The RDA of 400-600 iu per day was set up to get someone to 20 ng/mL which most would consider Vit D deficient. So, in the trials if someone with a Vitamin D level of 18 goes on 400 iu per day as raises their level to 21. Well, the conclusion is that supplementing with Vitamin D provides no benefit. I think you can see where I am going with this. We need research on supplementing with Vitamin D or better yet getting sun exposure to get levels from A to B.
For example, someone starting at 18 ng/mL who supplemented with enough Vitamin D to get their levels to 40 ng/mL. Now, what are the health benefits? Bone health, immunity, mental health, cancer, CVD etc. Are there additional benefits at a level of 60?? Publish this mainstream. This is a better way to analyze the health benefits of supplementing with Vitamin D or simply increasing D levels. I am also an advocate of getting more sun. The media, articles, dermatologist, cosmetic industry etc. is telling us that the sun is poison. You will age, get cancer etc. A dermatologist told my friend to put 30 spf on in the morning because you are exposed to sun walking to your car, into work, while driving etc. WTF. This is crazy. AND have people researched what is actually in sunscreens? Anyway, this is my take and have strong feelings on the subject being an avid researcher on the topic. BUT, this might be a conversation for another thread
FYI. The Vitamin D Council website and Dr. John Cannell has a lot of the research supporting higher blood levels of Vitamin D. He recommends levels of 50-80 ng/mL.
Yeah, just saying the waters are pretty muddy. There's inadequate, inconclusive, conflicting, and poor quality research out there. Is there something that gives Dr. Cannell and the Council an edge on research quality, or do they just latch onto information that supports their point of view?
Best to not jump to conclusions on this, or most dietary supplements.
......Is there something that gives Dr. Cannell and the Council an edge on research quality, or do they just latch onto information that supports their point of view?.....
The Vitamin D Council was formed in 2003 (not for profit) by Medical Director John J Cannell, MD. He believed that there were likely bad consequences in getting so little sun exposure (vitamin D deficiency) and thus associated risk factors to many diseases. He then founded the Vitamin D Council to educate the public on the importance of sun exposure and adequate vitamin D levels. Because there is so much conflicting data and comments around the importance of Vit D, they are here to help both the public and health professionals sort through everything. The Vitamin D Council serves as a center for evidence-based vitamin D research and a reliable source for the general public. There are other too like. www.grassrootshealth.com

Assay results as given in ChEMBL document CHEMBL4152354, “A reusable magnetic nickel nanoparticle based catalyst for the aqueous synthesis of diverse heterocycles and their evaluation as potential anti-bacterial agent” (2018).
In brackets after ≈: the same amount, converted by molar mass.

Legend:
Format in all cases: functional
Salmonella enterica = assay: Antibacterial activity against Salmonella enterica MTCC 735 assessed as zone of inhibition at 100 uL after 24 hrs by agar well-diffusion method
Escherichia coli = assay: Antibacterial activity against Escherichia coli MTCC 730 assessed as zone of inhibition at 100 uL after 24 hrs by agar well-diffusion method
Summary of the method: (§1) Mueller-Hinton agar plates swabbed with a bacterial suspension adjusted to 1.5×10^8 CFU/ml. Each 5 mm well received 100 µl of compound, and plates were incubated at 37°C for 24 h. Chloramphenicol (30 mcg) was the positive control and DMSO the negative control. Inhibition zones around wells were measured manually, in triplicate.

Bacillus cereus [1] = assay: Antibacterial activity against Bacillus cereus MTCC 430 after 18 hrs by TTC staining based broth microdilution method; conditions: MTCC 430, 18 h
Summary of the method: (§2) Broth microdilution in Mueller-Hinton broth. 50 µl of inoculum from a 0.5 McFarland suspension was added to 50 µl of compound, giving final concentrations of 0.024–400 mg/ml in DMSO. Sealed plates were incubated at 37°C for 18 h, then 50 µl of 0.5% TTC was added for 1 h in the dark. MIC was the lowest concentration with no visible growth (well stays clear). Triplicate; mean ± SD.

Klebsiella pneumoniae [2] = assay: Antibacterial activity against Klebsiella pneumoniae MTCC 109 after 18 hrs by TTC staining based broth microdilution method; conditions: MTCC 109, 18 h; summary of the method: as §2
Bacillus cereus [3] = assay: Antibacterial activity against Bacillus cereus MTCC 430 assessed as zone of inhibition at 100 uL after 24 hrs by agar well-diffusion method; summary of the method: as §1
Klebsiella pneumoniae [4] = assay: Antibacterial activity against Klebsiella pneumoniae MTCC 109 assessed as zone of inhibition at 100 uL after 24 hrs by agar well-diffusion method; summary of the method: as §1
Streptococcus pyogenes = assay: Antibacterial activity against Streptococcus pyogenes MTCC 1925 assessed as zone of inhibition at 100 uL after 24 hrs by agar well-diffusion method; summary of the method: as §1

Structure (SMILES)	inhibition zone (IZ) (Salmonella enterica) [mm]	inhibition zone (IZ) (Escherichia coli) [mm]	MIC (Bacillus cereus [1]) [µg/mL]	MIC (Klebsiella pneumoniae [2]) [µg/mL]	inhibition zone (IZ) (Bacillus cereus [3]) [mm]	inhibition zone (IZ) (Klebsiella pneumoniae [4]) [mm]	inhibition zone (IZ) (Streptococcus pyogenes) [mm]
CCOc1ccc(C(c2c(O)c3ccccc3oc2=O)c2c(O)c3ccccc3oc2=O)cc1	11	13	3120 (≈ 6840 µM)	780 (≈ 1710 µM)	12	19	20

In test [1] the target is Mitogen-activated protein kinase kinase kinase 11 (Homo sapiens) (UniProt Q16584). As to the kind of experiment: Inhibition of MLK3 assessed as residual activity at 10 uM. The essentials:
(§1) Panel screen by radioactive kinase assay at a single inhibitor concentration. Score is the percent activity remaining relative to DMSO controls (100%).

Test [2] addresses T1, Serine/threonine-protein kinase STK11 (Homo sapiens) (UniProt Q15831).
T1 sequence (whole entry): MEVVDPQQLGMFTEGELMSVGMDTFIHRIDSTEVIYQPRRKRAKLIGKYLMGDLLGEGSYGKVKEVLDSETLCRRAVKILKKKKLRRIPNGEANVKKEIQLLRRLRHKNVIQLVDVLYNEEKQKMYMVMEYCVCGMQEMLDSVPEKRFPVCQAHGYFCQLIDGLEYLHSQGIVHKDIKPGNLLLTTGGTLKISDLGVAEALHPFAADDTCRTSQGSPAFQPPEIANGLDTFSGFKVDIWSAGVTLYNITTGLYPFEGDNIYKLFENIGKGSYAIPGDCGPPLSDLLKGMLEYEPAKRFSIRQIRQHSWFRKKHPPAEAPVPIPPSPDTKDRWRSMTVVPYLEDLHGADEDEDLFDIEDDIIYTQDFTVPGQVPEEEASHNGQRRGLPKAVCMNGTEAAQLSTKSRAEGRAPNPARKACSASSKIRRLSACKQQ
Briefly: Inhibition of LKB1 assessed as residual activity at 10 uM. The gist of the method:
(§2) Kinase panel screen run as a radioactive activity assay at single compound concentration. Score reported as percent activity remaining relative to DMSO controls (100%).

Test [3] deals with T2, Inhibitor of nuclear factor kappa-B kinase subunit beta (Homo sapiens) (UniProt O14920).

To get back on topic and this is more about stress fractures. Our bodies are made to self heal and not self destruct. Generally, when our body gets sore or breaks down, we recover and come back stronger. We adapt... we get stronger and more resilient. It is what we do we. It happens when we run and when we train. We get fitter, faster etc. Those with stress fractures don't adapt. They break down faster than they recover. I probably treated a few hundred stress fractures in my 14 years in bone healing industry. It wasn't until the last 5 years where I would ask docs if they tested the patient's D level. Some did and the last couple years most docs were doing Vit D level testing on these patients. Many docs I worked with found that many people who have foot pain, bone pain etc. will ultimately heal. However, sometimes things persist for many months. Like the poster. A few of the docs I worked with would send these patients for bone scans and almost always there was a stress fracture or stress reaction involved. Vitamin D levels were tested and almost always Vitamin D levels were sub optimal and many cases very low. No surprise by me. How can they not be living the in upper Midwest without higher UV sun exposure for many months of year. Is there a correlation to low Vitamin D levels and stress fractures. YES. I rarely saw a stress fracture where a
patient had a Vitamin D level above 30.
The Vitamin D Council or myself is not so much about pushing supplements or Vitamin D, it is more about educating on the potential negative side effects of sub optimal blood levels. If your levels are low, ideally get some sun. This is best clearly. Well it ain't happening in Green Bay from October to April. If your levels are low and you can't get sun, well you need to supplement. In my opinion, if you are nutritionally sound including optimal Vit D blood levels......you generally won't be getting a stress fracture (in most cases) because of our innate natural adaptation processes. The question is, how many of us sleep well, have no stress and have optimal nutrition? I think we all need to do our own research and be in tune with our bodies and our health.
This is great stuff guys I really appreciate it! Please keep it up! In reading these, I realize Vitamin D is important, but I think improving my overall nutrition and getting all my vitamins mostly through healthy food could be a breakthrough. My sleep has not been consistent in a long time either.